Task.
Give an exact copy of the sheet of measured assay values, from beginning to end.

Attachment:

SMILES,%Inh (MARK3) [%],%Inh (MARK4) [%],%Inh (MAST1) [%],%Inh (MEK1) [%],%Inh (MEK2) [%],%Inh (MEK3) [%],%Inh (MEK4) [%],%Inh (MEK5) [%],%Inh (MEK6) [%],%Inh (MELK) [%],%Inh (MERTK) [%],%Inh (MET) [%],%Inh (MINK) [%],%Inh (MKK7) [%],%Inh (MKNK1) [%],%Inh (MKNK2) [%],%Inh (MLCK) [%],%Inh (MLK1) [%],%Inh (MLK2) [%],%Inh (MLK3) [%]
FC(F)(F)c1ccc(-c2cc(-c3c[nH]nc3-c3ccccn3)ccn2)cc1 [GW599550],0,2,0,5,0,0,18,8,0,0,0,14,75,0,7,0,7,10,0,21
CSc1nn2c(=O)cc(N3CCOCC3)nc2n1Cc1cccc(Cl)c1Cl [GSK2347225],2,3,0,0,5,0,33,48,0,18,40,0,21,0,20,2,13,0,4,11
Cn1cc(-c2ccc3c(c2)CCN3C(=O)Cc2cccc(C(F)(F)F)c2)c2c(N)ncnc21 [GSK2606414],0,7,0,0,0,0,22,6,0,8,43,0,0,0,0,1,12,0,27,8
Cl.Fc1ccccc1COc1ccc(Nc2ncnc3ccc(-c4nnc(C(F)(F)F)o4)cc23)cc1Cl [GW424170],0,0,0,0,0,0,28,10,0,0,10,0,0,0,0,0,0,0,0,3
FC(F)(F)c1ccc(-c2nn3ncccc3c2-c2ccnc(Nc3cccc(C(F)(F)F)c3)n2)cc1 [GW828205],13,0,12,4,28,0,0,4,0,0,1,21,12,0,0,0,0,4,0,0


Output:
SMILES,%Inh (MARK3) [%],%Inh (MARK4) [%],%Inh (MAST1) [%],%Inh (MEK1) [%],%Inh (MEK2) [%],%Inh (MEK3) [%],%Inh (MEK4) [%],%Inh (MEK5) [%],%Inh (MEK6) [%],%Inh (MELK) [%],%Inh (MERTK) [%],%Inh (MET) [%],%Inh (MINK) [%],%Inh (MKK7) [%],%Inh (MKNK1) [%],%Inh (MKNK2) [%],%Inh (MLCK) [%],%Inh (MLK1) [%],%Inh (MLK2) [%],%Inh (MLK3) [%]
FC(F)(F)c1ccc(-c2cc(-c3c[nH]nc3-c3ccccn3)ccn2)cc1 [GW599550],0,2,0,5,0,0,18,8,0,0,0,14,75,0,7,0,7,10,0,21
CSc1nn2c(=O)cc(N3CCOCC3)nc2n1Cc1cccc(Cl)c1Cl [GSK2347225],2,3,0,0,5,0,33,48,0,18,40,0,21,0,20,2,13,0,4,11
Cn1cc(-c2ccc3c(c2)CCN3C(=O)Cc2cccc(C(F)(F)F)c2)c2c(N)ncnc21 [GSK2606414],0,7,0,0,0,0,22,6,0,8,43,0,0,0,0,1,12,0,27,8
Cl.Fc1ccccc1COc1ccc(Nc2ncnc3ccc(-c4nnc(C(F)(F)F)o4)cc23)cc1Cl [GW424170],0,0,0,0,0,0,28,10,0,0,10,0,0,0,0,0,0,0,0,3
FC(F)(F)c1ccc(-c2nn3ncccc3c2-c2ccnc(Nc3cccc(C(F)(F)F)c3)n2)cc1 [GW828205],13,0,12,4,28,0,0,4,0,0,1,21,12,0,0,0,0,4,0,0